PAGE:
In oral implantology there are reports of small screws being ingested by patients[14], while in endodontics files and clamps are the most ingested instruments by patients[15-20]. In orthodontics, there are cases where patients had ingested entire and fragmented removable appliances[21,22], as well as activation keys[23,24], orthodontic bands[25] and orthodontic wires[26]. Several other instruments, used in general practice, were also found to be accidentally ingested by patients receiving routine dental treatments. Specifically, these instruments were ingested: (1) due to patients’ biting and swallowing reactions in response to a dental instrument, where the instrument ends up being dropped into their mouth or throat and swallowed before the dentist can retrieve it; or (2) due to a professional accident: Where the instrument broke and fell into the patients mouth or throat during clinical procedures. Oncel et al[27], 2012, illustrates the first situation reporting a case of accidental ingestion of intraoral mirror that fractured after a patient suddenly clenched his teeth. The mirror was retrieved through endoscopy after reaching the esophagus. On the other hand, cases reporting the lack of instrumental inspection to ensure there are no broken pieces was investigated by Sankar[28] and by Tsitrou et al[29]. Both authors reported cases of endoscopic retrieval of triple syringe tips, measuring 12 cm and 9 cm of length respectively, unscrewed during procedures for dental restoration.

DISCUSSION

Dentists have a critical role in preventing the breakage of instruments by preventing their over-use and over-stress. Rubber dams should always be used for hygiene control and to prevent patients from swallowing instruments. When the use of a rubber dam is not possible, dental instruments should be secured with wires or floss to help avoid and accomplish retrieval[3]. By following these safety measures the ingestion of dental instruments by patients can be prevented. If the safety measures fail, all parts of broken instruments must be retrieved immediately by the dentist following breakage. If any ingested broken instrument parts cannot be retrieved, the patient should be referred for a medical opinion.

Immediately following the instrument ingestion by a patient, the first priority is to attempt to retrieve the instrument to prevent it from blocking the patient’s airway. If the instrument cannot be retrieved, it is essential to halt dental treatment, remove rubber dams and devices from the mouth, and to monitor the patient’s vital signs, followed by the observation of continuous coughing, voice alterations, discomfort, and other clinical signs and symptoms that may aid the differentiation between accidental ingestion and aspiration[2]. If a patient has trouble breathing or is losing consciousness, the emergency services must be called to attend to the life-threatening condition of the patient. If a patient’s condition is not life-threatening they must be referred for a medical exam. If the instrument is not visible a radiographic inspection of thorax and abdomen must be performed[2,20].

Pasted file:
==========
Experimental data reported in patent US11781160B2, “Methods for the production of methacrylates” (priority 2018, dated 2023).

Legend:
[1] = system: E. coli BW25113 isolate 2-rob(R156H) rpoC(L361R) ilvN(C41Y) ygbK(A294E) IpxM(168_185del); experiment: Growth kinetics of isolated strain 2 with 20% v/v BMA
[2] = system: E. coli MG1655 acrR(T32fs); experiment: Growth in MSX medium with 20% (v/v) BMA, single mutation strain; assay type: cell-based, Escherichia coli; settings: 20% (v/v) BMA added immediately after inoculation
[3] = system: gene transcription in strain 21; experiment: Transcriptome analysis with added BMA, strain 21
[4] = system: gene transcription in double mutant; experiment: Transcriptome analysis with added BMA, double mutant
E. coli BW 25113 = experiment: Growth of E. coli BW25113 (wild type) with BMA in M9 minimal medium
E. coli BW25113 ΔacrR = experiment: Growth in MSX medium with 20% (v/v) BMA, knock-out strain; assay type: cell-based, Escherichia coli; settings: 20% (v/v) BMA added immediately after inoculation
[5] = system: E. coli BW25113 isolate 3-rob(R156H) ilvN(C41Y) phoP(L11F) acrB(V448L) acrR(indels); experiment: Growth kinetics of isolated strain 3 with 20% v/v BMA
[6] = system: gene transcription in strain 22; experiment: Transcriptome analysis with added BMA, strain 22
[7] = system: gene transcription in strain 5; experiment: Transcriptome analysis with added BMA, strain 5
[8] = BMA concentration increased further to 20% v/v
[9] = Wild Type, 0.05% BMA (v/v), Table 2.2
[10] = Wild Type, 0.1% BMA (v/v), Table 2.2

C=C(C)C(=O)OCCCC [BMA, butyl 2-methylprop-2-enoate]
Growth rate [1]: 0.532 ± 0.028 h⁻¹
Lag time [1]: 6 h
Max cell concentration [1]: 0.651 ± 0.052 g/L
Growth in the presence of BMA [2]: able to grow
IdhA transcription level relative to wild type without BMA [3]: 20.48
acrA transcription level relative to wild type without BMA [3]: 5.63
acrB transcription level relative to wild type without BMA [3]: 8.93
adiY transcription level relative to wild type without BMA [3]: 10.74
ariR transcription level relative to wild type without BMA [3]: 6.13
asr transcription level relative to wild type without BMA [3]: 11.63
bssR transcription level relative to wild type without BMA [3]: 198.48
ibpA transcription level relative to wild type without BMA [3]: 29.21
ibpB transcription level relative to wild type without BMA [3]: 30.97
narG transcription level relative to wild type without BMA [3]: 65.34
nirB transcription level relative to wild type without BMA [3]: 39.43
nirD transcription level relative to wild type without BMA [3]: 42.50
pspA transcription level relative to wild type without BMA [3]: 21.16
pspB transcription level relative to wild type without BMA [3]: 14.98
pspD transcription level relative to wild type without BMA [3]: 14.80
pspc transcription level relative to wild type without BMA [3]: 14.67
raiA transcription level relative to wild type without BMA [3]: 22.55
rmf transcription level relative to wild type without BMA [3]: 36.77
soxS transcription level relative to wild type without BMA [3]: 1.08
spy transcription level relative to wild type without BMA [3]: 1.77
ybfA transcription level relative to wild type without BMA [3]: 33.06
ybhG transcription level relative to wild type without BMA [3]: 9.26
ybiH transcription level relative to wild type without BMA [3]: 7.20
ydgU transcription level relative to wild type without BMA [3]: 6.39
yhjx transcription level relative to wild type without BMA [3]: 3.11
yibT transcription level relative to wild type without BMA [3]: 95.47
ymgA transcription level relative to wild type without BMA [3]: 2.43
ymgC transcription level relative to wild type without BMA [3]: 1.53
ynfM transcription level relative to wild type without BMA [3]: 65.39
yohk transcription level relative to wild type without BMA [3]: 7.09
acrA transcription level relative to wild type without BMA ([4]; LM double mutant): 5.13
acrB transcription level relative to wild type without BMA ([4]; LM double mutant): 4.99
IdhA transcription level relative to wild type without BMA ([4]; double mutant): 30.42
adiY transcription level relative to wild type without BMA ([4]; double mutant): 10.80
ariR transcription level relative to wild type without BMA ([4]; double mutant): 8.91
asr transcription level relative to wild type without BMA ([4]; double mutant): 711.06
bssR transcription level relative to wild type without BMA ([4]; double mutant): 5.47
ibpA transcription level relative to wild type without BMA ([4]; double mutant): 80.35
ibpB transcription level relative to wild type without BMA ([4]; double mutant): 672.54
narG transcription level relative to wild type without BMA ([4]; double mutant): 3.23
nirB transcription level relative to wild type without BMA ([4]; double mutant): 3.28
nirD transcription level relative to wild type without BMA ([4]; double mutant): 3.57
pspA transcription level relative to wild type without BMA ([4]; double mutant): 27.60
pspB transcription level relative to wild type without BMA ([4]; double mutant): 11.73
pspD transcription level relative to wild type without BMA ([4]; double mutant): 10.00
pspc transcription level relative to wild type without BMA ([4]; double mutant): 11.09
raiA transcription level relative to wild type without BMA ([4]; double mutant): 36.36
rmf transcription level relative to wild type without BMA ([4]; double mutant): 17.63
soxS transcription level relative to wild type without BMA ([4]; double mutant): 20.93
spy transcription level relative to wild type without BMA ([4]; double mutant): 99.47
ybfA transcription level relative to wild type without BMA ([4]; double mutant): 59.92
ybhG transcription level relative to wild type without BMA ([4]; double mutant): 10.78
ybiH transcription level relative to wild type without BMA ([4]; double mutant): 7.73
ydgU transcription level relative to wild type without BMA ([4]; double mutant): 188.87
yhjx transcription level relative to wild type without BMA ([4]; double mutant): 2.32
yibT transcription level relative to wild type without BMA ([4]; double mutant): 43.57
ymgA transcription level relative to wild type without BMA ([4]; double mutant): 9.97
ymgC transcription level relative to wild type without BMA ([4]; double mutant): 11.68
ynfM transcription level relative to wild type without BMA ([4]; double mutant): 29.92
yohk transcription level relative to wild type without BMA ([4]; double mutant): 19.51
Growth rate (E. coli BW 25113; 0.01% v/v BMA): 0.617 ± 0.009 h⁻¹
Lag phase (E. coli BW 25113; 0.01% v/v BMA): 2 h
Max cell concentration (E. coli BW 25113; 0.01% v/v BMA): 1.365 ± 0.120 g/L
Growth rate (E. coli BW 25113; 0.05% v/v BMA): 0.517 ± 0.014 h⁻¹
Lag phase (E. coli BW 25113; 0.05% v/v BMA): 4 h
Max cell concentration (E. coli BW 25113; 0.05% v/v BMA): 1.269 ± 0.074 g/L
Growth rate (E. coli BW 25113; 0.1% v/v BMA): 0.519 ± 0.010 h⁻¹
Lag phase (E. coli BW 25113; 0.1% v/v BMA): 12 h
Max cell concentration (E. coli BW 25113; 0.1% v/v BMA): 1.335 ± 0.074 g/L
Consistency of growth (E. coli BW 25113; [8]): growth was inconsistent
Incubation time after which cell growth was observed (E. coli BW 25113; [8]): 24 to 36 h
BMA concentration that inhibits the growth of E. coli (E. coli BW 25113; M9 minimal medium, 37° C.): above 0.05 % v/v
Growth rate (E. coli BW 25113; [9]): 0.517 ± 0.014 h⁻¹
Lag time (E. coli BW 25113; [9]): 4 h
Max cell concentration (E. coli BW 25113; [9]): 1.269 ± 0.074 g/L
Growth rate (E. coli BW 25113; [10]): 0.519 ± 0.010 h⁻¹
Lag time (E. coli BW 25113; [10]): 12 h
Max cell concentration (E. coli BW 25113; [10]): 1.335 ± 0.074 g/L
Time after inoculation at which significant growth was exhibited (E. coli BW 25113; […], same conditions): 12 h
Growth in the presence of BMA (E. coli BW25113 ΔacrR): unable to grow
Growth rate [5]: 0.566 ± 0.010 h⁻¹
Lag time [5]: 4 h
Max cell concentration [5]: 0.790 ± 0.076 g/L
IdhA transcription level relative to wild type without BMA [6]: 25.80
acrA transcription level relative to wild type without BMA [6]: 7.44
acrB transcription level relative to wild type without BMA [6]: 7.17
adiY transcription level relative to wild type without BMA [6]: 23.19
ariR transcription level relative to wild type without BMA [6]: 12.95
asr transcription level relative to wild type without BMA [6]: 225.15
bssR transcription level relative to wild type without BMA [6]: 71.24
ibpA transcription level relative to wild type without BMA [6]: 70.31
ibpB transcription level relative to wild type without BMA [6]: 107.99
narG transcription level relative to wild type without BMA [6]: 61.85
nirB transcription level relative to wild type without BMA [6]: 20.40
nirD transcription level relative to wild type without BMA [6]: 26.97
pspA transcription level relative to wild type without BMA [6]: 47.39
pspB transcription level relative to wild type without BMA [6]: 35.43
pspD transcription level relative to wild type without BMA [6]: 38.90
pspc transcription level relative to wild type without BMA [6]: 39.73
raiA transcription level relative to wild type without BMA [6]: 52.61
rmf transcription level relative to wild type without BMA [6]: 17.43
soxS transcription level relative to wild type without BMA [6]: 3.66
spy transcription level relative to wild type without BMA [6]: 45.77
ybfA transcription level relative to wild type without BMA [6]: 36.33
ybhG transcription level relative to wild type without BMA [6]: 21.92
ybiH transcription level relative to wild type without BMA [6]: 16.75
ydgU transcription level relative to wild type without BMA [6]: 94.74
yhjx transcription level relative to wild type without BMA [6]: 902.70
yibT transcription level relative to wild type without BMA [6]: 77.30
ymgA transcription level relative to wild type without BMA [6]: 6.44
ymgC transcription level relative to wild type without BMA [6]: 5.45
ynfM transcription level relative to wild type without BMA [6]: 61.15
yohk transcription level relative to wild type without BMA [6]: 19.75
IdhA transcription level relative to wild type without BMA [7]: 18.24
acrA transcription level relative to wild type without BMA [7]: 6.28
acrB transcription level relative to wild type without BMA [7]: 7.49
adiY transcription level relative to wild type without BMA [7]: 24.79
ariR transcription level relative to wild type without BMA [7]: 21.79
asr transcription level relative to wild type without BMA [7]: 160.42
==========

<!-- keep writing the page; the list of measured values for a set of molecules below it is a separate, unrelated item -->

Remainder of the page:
If dental instruments reach the digestive tract, they tend to be naturally eliminated without major complications[10,11]. However, instruments with larger dimensions, such as triple syringe tips, prostheses, and dental mirrors may not be eliminated, becoming stuck along the esophagus and stomach, making it necessary to perform an endoscopic intervention[2,16,25]. Endoscopy may also be needed to retrieve instruments with a complex morphology, such as endodontic files and dental drills, which can perforate and adhere to the mucosa of digestive tract[15,19,24]. On the other hand, surgical approaches become indicated when the instruments become stuck in anatomic positions not reachable through endoscopy[13,24]. Consequently, major damages to the mucosa, digestive tract, and systemic health can be avoided. Additional limitations for the use of endoscopy are the time elapsed from the accident and the size of foreign body. Specifically, small foreign bodies ingested a long time ago may reach the intestine and not be visible through endoscopy[14,16].

CONCLUSION

An effort should be made to avoid breaking dental instruments by preventing their over-use and over-stress. Rubber dams should always be used for hygiene control and to prevent patients from swallowing instruments. When the use of a rubber dam is not possible, dental instruments should be secured with wires to help avoid and accomplish retrieval. All parts of broken instruments must be retrieved immediately following breakage. If ingested broken instrument parts cannot be retrieved, the patient should be referred for a medical opinion.

Footnotes

P- Reviewer: Murray PE, Zhong LP S- Editor: Tian YL

L- Editor: A E- Editor: Li D